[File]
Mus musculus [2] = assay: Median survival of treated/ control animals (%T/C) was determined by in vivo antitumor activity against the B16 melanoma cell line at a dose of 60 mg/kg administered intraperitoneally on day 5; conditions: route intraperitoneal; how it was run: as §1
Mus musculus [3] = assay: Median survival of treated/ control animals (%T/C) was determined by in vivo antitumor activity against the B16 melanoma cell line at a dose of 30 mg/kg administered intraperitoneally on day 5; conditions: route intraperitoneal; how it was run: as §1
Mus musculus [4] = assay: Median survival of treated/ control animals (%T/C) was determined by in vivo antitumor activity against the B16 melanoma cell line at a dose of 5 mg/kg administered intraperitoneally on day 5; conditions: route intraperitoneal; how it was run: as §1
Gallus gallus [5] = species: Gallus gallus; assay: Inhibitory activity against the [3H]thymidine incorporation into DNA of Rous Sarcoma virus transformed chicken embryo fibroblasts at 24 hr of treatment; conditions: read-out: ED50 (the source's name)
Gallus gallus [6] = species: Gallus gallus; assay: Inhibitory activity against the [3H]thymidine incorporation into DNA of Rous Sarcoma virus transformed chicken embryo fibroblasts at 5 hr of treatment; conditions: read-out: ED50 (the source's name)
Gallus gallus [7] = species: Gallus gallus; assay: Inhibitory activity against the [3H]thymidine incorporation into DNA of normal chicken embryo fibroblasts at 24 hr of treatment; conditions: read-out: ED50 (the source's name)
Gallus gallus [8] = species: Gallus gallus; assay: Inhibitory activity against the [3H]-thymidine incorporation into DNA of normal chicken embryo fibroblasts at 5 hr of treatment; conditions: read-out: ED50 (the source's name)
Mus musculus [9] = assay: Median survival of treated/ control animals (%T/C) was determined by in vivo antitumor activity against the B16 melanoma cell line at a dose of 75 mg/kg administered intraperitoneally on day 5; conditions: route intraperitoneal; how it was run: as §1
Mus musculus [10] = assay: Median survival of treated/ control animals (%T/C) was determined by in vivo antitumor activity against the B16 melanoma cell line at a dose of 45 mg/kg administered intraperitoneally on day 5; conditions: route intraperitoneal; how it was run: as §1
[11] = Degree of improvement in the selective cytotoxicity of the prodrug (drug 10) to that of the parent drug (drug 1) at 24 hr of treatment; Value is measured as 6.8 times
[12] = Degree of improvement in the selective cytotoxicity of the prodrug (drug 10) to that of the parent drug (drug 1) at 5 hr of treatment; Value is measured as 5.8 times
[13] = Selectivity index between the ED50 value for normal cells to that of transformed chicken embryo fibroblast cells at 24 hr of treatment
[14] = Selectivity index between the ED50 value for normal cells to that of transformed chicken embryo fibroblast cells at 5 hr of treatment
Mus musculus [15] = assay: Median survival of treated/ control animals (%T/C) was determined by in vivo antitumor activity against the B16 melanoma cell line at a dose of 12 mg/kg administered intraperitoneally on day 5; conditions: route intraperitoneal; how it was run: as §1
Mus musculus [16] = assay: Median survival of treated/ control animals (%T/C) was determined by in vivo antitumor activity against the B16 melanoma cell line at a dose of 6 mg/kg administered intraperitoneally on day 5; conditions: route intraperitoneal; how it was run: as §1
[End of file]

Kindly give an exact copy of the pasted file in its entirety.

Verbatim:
Mus musculus [2] = assay: Median survival of treated/ control animals (%T/C) was determined by in vivo antitumor activity against the B16 melanoma cell line at a dose of 60 mg/kg administered intraperitoneally on day 5; conditions: route intraperitoneal; how it was run: as §1
Mus musculus [3] = assay: Median survival of treated/ control animals (%T/C) was determined by in vivo antitumor activity against the B16 melanoma cell line at a dose of 30 mg/kg administered intraperitoneally on day 5; conditions: route intraperitoneal; how it was run: as §1
Mus musculus [4] = assay: Median survival of treated/ control animals (%T/C) was determined by in vivo antitumor activity against the B16 melanoma cell line at a dose of 5 mg/kg administered intraperitoneally on day 5; conditions: route intraperitoneal; how it was run: as §1
Gallus gallus [5] = species: Gallus gallus; assay: Inhibitory activity against the [3H]thymidine incorporation into DNA of Rous Sarcoma virus transformed chicken embryo fibroblasts at 24 hr of treatment; conditions: read-out: ED50 (the source's name)
Gallus gallus [6] = species: Gallus gallus; assay: Inhibitory activity against the [3H]thymidine incorporation into DNA of Rous Sarcoma virus transformed chicken embryo fibroblasts at 5 hr of treatment; conditions: read-out: ED50 (the source's name)
Gallus gallus [7] = species: Gallus gallus; assay: Inhibitory activity against the [3H]thymidine incorporation into DNA of normal chicken embryo fibroblasts at 24 hr of treatment; conditions: read-out: ED50 (the source's name)
Gallus gallus [8] = species: Gallus gallus; assay: Inhibitory activity against the [3H]-thymidine incorporation into DNA of normal chicken embryo fibroblasts at 5 hr of treatment; conditions: read-out: ED50 (the source's name)
Mus musculus [9] = assay: Median survival of treated/ control animals (%T/C) was determined by in vivo antitumor activity against the B16 melanoma cell line at a dose of 75 mg/kg administered intraperitoneally on day 5; conditions: route intraperitoneal; how it was run: as §1
Mus musculus [10] = assay: Median survival of treated/ control animals (%T/C) was determined by in vivo antitumor activity against the B16 melanoma cell line at a dose of 45 mg/kg administered intraperitoneally on day 5; conditions: route intraperitoneal; how it was run: as §1
[11] = Degree of improvement in the selective cytotoxicity of the prodrug (drug 10) to that of the parent drug (drug 1) at 24 hr of treatment; Value is measured as 6.8 times
[12] = Degree of improvement in the selective cytotoxicity of the prodrug (drug 10) to that of the parent drug (drug 1) at 5 hr of treatment; Value is measured as 5.8 times
[13] = Selectivity index between the ED50 value for normal cells to that of transformed chicken embryo fibroblast cells at 24 hr of treatment
[14] = Selectivity index between the ED50 value for normal cells to that of transformed chicken embryo fibroblast cells at 5 hr of treatment
Mus musculus [15] = assay: Median survival of treated/ control animals (%T/C) was determined by in vivo antitumor activity against the B16 melanoma cell line at a dose of 12 mg/kg administered intraperitoneally on day 5; conditions: route intraperitoneal; how it was run: as §1
Mus musculus [16] = assay: Median survival of treated/ control animals (%T/C) was determined by in vivo antitumor activity against the B16 melanoma cell line at a dose of 6 mg/kg administered intraperitoneally on day 5; conditions: route intraperitoneal; how it was run: as §1